If you have been a victim of identity theft and your Social Security is being used to make fraudulent transactions on your behalf, you may have no other recourse than to request a new Social Security number (SSN). The problem is that applying for a new SSN is not as easy as it sounds. Social Security will not assist you in resolving the problems you are currently facing and applying for a new number should only be considered as a last resort. However, there are several things you should do to minimize the harm being done to you at the moment.
First and foremost, Social Security recommends that you report the identity theft to the Federal Trade Commission (FTC) by visiting http://www.idtheft.gov/ or by calling 1-877-IDTHEFT (1-877-438-4338). The IDtheft.gov website provides you with information and the resources necessary to defend yourself against identity theft.
Occasionally, tax returns may be filed fraudulently on your behalf with the Internal Revenue Service (IRS). If someone has filed fraudulent tax returns using your SSN, you should contact the IRS as soon as possible. Moreover, you should explain to the IRS about the tax issues concerning your identity theft and fill out an Identity Theft Affidavit (Form 14039). By completing the Identity Theft Affidavit your account will be flagged and the IRS will be able to identify any questionable activity. Additional information is available at http://www.irs.gov/uac/Identity-Protection or by calling 1-800-908-4490.
If you continue to be harmed by the misuse of your social security number, than you may consider applying for a new number. Social Security Administration (SSA) does not generally recommend that you change your social security number because getting a new number creates new problems that are not so obvious at the beginning.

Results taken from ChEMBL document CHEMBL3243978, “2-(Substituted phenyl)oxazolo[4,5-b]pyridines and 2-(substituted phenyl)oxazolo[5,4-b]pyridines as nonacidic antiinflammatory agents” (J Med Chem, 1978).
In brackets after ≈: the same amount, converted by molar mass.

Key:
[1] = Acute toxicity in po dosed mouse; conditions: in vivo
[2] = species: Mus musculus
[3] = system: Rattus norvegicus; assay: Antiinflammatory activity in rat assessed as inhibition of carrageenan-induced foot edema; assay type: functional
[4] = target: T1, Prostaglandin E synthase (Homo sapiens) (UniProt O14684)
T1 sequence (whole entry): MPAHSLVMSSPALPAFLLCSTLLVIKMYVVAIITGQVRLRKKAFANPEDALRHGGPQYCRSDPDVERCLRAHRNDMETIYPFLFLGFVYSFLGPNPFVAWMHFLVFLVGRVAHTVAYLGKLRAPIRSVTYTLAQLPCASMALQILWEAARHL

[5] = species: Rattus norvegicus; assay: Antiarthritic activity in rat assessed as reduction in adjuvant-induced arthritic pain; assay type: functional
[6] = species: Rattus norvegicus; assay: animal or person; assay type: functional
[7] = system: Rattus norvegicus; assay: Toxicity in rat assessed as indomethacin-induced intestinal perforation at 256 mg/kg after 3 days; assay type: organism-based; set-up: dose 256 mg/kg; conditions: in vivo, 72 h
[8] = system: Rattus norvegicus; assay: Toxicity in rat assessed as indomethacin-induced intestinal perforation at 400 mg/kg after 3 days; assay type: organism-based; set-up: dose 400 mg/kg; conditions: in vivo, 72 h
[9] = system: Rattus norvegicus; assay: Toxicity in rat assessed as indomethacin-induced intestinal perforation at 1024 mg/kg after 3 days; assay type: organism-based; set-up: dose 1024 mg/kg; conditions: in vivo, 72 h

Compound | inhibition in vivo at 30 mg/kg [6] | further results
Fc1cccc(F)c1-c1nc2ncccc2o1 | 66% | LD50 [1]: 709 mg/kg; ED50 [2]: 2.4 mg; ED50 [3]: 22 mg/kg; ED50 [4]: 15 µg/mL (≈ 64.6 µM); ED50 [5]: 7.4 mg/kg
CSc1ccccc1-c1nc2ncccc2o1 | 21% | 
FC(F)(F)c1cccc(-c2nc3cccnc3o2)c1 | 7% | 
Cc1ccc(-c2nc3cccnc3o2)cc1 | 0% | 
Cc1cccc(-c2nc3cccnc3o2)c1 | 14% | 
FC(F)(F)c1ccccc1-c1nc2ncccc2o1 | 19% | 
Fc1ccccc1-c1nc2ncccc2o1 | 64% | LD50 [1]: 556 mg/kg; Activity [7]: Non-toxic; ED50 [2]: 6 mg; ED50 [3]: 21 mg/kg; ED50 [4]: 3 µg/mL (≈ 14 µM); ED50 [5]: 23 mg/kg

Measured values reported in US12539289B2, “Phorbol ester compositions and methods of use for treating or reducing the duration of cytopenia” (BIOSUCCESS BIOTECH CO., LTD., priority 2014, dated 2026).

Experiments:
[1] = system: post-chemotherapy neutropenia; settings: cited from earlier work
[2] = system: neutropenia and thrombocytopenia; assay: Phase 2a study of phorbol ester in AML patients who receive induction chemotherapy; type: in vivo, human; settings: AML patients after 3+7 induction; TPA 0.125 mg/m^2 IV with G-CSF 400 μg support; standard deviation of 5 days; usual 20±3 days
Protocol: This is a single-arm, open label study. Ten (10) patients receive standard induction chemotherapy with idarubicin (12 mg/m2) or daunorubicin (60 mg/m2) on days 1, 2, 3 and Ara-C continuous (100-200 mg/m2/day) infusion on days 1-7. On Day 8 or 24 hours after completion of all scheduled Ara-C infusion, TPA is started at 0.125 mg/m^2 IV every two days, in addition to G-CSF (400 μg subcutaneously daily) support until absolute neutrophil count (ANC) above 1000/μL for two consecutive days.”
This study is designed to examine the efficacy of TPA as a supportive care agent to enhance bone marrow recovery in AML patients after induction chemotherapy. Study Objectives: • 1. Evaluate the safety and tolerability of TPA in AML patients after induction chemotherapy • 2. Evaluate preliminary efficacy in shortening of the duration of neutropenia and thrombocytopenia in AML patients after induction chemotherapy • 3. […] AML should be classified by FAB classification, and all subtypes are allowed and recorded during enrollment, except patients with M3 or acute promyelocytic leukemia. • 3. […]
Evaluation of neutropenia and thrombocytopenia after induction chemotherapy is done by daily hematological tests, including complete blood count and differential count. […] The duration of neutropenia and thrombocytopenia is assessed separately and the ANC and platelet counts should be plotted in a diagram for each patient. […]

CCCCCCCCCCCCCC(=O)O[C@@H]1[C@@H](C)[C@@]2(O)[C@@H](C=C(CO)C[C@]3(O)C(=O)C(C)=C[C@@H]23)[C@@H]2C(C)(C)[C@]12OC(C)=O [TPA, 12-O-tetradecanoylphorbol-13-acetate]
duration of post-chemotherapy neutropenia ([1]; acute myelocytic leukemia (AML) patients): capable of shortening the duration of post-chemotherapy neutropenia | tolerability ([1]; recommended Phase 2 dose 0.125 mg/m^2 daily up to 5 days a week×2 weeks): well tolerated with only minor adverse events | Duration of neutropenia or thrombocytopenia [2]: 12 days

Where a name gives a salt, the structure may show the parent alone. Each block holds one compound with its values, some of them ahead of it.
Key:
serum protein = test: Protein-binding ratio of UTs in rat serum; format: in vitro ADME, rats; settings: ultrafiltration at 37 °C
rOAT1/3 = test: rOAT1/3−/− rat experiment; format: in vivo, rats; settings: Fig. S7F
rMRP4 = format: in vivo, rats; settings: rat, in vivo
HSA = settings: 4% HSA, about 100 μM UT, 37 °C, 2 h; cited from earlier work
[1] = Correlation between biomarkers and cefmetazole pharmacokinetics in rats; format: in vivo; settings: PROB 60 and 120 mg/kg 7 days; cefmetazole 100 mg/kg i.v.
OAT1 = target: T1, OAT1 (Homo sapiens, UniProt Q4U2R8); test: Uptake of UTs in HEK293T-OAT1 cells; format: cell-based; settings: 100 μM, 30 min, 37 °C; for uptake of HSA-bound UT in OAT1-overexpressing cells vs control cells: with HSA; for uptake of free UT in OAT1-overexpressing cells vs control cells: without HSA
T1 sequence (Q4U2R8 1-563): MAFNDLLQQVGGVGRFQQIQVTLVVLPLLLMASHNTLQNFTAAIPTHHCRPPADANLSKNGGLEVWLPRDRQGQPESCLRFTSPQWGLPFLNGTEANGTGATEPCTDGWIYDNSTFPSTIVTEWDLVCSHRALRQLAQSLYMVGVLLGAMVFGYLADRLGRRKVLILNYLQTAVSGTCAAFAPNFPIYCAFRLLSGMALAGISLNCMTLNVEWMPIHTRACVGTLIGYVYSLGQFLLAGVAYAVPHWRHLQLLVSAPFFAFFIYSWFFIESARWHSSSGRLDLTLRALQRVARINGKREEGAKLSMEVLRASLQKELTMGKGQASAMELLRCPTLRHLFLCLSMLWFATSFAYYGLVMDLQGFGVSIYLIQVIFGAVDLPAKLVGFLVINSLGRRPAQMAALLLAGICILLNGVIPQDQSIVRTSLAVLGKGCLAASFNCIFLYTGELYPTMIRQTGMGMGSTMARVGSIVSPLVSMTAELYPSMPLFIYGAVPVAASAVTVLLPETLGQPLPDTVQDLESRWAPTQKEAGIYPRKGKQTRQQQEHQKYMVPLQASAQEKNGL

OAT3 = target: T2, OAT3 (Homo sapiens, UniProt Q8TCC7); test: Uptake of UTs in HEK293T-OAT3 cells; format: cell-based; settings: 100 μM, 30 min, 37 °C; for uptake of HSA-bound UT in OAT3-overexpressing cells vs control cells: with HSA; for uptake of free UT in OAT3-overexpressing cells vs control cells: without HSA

For example, your original SSN remains assigned to your account and linked to your new number throughout the SSA computer systems. In other words, obtaining a new number does not void, delete, or cancel your old SSN with the SSA. Also, when the SSA assigns you a new number as a result of identity theft, a “special indicator” is placed on your prior SSN record. The new and old number are tracked and cross-referenced together.
If you successfully change your SSN, you should ask the SSA for a letter explaining the issuance of the new number and you should discontinue the use of your old number immediately. The lack of credit history under the new SSN may make it challenging to get credit among other things.
To apply for a new number, you must carefully complete an application for a Social Security card (Form SS-5). Also, you would need to show documents proving U.S. citizenship (or immigration status and work eligibility) and identity. Lastly, you would need to evidence to support your need for a new SSN. For more information visit the SSA website http://www.ssa.gov/.
If you are the victim of identity theft in Miami-Dade, Broward, Monroe, Collier or Lee County Florida, schedule a consultation with the experienced attorneys at EPGDLaw today, located in beautiful Coral Gables. Call us at (786) 837-6787 or e-mail us to schedule a consultation.